Helicore Strings

March 5, 2008 at 04:41 PM · What does everyone think of Helicore strings? What are its pros and cons compared to Dominants?

Replies (22)

March 5, 2008 at 07:29 PM · Sean,

I started with Dominants, and switched to Helicore strings on the advice of a local luthier. I then went back to Dominants before switching to Eudoxa gut strings for good.

Helicore strings are extremely pitch stable and, for a metal core string, have a pretty warm sound. On the violin I was playing at the time, Dominant strings were more bright and more open than Helicore strings, but there really wasn't a clear favorite between the two.

I guess that, were I in your position, I would go with Dominant strings simply due to their popularity, which must say something about the merits of Dominant strings. However, if you play old-time fiddle more so than classical music, Helicore strings may be the clear choice as in that realm I believe Helicore is the more popular option.

Chris

March 8, 2008 at 02:11 AM · The width of the Heliocore's,I could not accustimize to.

They are half the width of a *normal* string.

Since they are thinner than normal,they have a tendency to sink into the bridge and in this way are somewhat difficult to play.

They sound great,but to adjust to a much narrower width seemed unbearable to me.

March 8, 2008 at 02:43 AM · I don't generally care for steel strings, but I will say that Helicores worked exceptionally on my childrens' 1/2 and 3/4 size violins. They had a nice warm sound that I don't usually associate with steel strings.

March 8, 2008 at 02:51 AM · Chromcor [Pirastro] work very well-for a set of steels.

March 8, 2008 at 04:55 AM · It depends on the instrument, and the player, and what he/she wants to do. Different instruments respond differently to different strings. No one string is the "perfect" string for all instruments. Some strings are more stiff and resistant, some more flexible. Some have brighter tone, some darker. As far as Helicore are concerned, they are fine strings. I use them on one of my violas. I also use Dominant, Corelli, Prim, Kaplan, and Eudoxa. Different strings for different instruments. When I get an instrument I start out with what's already on it. If I'm not satisfied with the sound, I may try other strings untl I get the desired result.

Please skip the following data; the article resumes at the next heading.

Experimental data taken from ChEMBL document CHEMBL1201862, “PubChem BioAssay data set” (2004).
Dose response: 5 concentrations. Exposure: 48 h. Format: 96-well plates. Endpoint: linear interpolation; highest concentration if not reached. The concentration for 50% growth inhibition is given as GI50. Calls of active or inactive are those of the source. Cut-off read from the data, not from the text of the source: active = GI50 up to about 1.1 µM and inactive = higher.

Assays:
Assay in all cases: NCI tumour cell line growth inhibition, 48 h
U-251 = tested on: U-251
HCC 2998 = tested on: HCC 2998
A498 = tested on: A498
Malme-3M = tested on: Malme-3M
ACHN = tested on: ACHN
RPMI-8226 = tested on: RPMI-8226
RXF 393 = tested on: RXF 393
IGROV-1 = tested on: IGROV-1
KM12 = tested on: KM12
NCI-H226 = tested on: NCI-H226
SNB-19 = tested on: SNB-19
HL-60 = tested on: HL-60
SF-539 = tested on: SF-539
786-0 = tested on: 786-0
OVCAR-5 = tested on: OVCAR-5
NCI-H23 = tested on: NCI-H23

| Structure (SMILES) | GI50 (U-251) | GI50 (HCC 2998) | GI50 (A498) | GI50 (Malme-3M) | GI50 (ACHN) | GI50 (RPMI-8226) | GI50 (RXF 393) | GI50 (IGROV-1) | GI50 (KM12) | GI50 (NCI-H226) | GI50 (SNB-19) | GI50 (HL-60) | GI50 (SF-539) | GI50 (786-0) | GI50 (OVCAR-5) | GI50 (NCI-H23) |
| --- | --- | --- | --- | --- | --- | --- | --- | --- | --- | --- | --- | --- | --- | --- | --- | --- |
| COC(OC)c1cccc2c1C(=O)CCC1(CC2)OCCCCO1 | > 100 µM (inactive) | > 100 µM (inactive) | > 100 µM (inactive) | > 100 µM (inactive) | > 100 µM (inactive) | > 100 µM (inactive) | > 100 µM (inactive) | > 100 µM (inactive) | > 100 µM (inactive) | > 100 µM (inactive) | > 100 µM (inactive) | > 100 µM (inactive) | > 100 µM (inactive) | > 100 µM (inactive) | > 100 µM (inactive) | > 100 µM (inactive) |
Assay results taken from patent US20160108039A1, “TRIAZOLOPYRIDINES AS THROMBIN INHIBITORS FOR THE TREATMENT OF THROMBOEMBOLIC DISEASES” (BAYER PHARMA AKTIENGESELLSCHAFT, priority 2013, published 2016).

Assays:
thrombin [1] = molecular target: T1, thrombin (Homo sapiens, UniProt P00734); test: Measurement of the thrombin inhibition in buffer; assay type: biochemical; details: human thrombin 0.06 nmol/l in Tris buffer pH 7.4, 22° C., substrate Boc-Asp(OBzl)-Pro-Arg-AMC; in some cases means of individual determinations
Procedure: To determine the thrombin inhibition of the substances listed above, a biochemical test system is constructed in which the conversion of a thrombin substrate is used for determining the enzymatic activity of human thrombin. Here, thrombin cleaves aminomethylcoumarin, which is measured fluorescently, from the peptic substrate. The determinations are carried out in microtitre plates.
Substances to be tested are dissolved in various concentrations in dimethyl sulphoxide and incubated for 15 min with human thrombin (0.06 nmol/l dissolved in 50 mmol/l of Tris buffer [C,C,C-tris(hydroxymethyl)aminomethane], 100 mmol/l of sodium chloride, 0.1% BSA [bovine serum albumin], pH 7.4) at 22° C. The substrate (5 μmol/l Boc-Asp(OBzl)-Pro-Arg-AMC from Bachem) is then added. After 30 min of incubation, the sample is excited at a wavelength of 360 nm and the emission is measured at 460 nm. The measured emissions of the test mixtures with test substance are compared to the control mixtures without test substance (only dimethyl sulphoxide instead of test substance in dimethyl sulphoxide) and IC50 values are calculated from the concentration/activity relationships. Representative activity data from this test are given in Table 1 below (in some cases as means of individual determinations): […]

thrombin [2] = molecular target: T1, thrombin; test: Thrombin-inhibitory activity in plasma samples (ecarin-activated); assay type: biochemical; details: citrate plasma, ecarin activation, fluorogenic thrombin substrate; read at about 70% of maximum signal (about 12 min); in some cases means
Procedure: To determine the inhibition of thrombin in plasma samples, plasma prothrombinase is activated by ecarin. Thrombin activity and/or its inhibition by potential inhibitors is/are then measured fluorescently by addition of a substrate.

March 8, 2008 at 03:07 PM · I'm trying Helicore now. I had Dominants on before, and I've been disappointed with the G of the Helicores.

March 10, 2008 at 09:40 PM · It seems like there are no such thing as a "perfect string set." I've tried Tzigane recently and I've only kept the A-string with Dominant G&D with Hill E. At least it wasn't total waste of $60. lol

March 11, 2008 at 03:37 PM · I have Helicore medium-tension strings with a wound E string, and I love how they sound, respond, and feel.

They're very pliable, easy to stop, and on my rather dark-sounding instrument, they produce an almost breathy, saxaphone-ish voice in the lower registers, yet they don't become ear-splitting in the higher registers. They seem well balanced in their tone, and I've found I get quite a bit more projection with them than I did with Dominants.

For pitch stability, they're excellent. When I play a lot, I might have to tune them about once a week, but when I go long periods without really playing beyond practicing, I can go as long as a month without having to tune. Granted, there's about a month of break-in time for them to reach such a point of stability, but even during this time, you don't have to tune them nearly as often as you do other strings.

Their thinner gauge also makes it easier to do double-stops without accidentally stopping the adjacent string when performing them close to the nut, where my somewhat wide fingertips tended to have problems with thicker strings.

Of course, their power might not be suitable for many classical pieces, as it is admittedly difficult to pull a very quiet, soft tone from them when needed (it's not impossible...just difficult), but I'm more into other styles of music anyway, and they work great for all of those.

I was very surprised that metal strings (I say metal, because, though the core may be steel, they're wound in silver--G, titanium--D, and aluminum--A and E) could produce such a velvety sound, and where such strings go, I have to say it might be hard to beat Helicores. I haven't tried the heavy or light tension varieties yet, and perhaps will never feel the need, but I definitely recommend giving Helicores a try, no matter which tension you choose.

March 19, 2008 at 02:23 AM · I think the Helicore engineers are geniuses. I just bought more! They're not like any other metal core-- I think it's a weave of thinner, extra pliable strands, but I don't really know. Extraordinarily comfortable, easy-playing, versatile, colorful, resonant, responsive strings. Yet, despite all the flexibility, which I imagine would wear out and change pitch rather soon, I've found them very stable and durable as well. I have a pretty nice 1929 American-made but somewhat bright and stiff-souding violin-- helicores saved it!! I love their ease of grab by the bow-- the rich, extra-vivid, tactile three-dimensionality of their large playing arena under the bow... :-)

Yeah-- nearly worthless to talk about strings... depends how and where and why you play, what sound you want or need, and profoundly on what your other equipment is...

Meanwhile, Helicores are domestic and almost downright cheap, so what excuse is there for not experimenting with them?